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Is this suit shot?

Discussion in 'Classic Menswear' started by pgoat, Apr 2, 2006.

  1. pgoat

    pgoat Senior member

    Messages:
    155
    Joined:
    Mar 15, 2006
    I had posted about tis before the forum was down, can't find my old posts.....

    I have a nice dressy DB, nothing very prestigious but decent for a Macy's suit - it's an Alfani (i know i know, enough with the italian wannabe jokes already! I was young and poor! Have pity!), classic DB 6 button stance, Reda super 100s in a light open weave worsted, a very cool soft suit I've worn a lot in warm weather since buying it new in 1998.

    Anyway, I am phasing out some DBs to help pay for a MTM SB I want and this one is the one DB I want to keep. I paid $400 for the suit and just recently dumped about 50 bucks into having the jacket altered - just the collar and sleeve length, but it did make it fit very well.

    The problem is the pants - there are two pinholes near the seam on the butt - and there some fuzziness/thinning in the lower crotch near the seam joints.

    I know re-weaving at Zotta's in NYC is about $40 min for each of the two holes, but there is a likelihood there may be more holes in near future - there was also one small hole inside the jacket collar the tailor sewed up for me (it's not visible when the jacket is worn).

    I guess I am looking for opinions - is it insanity to dump another $80 into an 8-year old suit of this pedigree (or lack thereof), or should I just say screw it and pony up if I love the look and fit?

    Thanks for opinions.....
     
  2. pgoat

    pgoat Senior member

    Messages:
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    Mar 15, 2006
    btw, from frazier's essay, part of my rationale:

    Part of the appeal of old clothes lies, of course, in the fact that one becomes almost dependent upon them. They are, as it were, known quantities, and, rather than discard them, one goes to great lengths to keep them serviceable, having, for instance, a favorite jacket relined or the frayed collars and cuffs of a well-cut shirt turned. One of the most attractive items in Joseph Bryan III's wardrobe, for example, is a dinner coat that, except for having been relined and having had its buttons tightened, is precisely as it was when his father had it made in 1912. There is, after all, a certain amount of experimentation, of trial-and-error involved in wearing new things, a peril, by the way, that Dickens noted in Great Expectations, where he says, "Probably every new and eagerly expected garment ever put on since clothes came in falls a trifle short of the wearer's expectations." Furthermore, it is a fact that old clothes"”provided, of course, that they are of the highest quality"”have become molded to one's body, which is why no first-rate tailor considers his job completed until he has altered certain minor shortcomings that become apparent only after a customer has worn a suit a half-dozen-or-so times. Once a suit has received its maker's approval, however, it requires infinitely less care than do inferior garments. Hetherington Turnbull, the head of F. L. Dunne's (a bespoke tailor of such prestige that when John P. Marquand did a reverent article about it for Vogue, he asked that his recompense be a Dunne suit) has not had his dinner coat pressed once in the more-than-thirty years since it was made.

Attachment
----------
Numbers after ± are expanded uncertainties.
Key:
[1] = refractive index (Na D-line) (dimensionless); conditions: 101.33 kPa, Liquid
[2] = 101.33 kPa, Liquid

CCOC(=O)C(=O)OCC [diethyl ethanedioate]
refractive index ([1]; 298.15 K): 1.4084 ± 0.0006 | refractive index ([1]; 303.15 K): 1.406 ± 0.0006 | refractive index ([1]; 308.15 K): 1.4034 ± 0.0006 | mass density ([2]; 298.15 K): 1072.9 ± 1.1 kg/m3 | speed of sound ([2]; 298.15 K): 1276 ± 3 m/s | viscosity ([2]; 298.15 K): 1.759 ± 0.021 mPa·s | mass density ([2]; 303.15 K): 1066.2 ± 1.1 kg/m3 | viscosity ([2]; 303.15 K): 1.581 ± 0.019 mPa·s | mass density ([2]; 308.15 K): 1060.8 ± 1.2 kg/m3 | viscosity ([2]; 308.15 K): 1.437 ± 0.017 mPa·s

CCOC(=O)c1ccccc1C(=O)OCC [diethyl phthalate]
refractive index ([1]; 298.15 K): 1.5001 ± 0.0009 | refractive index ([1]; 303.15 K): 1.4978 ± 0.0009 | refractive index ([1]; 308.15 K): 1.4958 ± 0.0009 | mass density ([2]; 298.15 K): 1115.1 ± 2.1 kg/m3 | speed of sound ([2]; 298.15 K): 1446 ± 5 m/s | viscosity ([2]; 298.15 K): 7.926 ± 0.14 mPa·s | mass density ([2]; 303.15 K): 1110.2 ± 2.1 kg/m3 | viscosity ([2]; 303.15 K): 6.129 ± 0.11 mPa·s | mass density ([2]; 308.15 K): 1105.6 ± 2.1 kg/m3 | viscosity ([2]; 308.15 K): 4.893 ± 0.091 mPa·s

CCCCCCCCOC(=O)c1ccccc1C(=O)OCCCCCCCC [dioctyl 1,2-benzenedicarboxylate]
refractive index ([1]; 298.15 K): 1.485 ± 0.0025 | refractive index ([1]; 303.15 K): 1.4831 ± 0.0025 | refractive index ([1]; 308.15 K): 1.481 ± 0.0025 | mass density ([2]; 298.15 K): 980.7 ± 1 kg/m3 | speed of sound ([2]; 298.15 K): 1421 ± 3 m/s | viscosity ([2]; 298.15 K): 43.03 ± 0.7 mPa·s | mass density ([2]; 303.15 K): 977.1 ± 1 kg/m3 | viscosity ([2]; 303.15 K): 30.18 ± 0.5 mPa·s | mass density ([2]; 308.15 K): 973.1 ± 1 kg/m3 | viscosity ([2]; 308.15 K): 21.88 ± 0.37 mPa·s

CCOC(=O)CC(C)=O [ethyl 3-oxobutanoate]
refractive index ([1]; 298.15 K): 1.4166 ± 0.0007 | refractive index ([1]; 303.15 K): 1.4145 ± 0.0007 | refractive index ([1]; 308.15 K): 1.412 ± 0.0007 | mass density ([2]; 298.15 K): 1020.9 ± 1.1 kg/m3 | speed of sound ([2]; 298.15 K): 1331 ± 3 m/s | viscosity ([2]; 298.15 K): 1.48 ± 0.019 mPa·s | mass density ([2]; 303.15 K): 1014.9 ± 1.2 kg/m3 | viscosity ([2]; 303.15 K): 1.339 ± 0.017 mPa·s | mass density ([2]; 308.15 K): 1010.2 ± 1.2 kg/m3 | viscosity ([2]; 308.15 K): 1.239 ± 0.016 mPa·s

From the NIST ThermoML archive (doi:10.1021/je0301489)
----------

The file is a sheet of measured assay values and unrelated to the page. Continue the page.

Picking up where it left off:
3. Vintage Gent

    Vintage Gent Senior member

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    In my experience, and, as a collector of vintage clothing, I've dealt with a lot of old clothes, the suit is on its last legs. The two existing pinholes are one thing, but the thinning at the crotch area suggests to me that other holes are right around the corner.
     
  4. pgoat

    pgoat Senior member

    Messages:
    155
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    Mar 15, 2006
    Thanks VG

    Of course, I hope everyone realizes I know Frazier was referring to men with pricy bespoke or otherwise less humble suits than my Dept. Store model....but the principle is the same.

    This is kind of like the old debate on whether to keep ol' Bessie another year or get a new car, etc....

    But thanks for the voice of sanity - any other views, please feel free to chime in.

    I think I may pop it up on ebay. I figure for someone who wants a beater suit cheap (I'd be looking for like $10) it may be worth fixing up the pants. I discovered some holes on a Burberry pinstripe thrift store $20 find (which I bought to replace the Alfani, ironically enough) a few weeks ago and sold it on ebay for $10. I lost $10 but at least someone else can work with it.....

    On another note, I don't suppose a chalk stripe double brstd jacket is the type of thing one should wear with odd trousers, even nice wool dress pants? I just picked some nice Oxxford solid Navy and Brioni black pants on ebay.....the Alfani jacket is a dark navy/charcoal color.
    I'd rather not look like Jeff Foxworthy or David Letterman, so the answer there is 'get rid of both jacket AND pants', yes?
     

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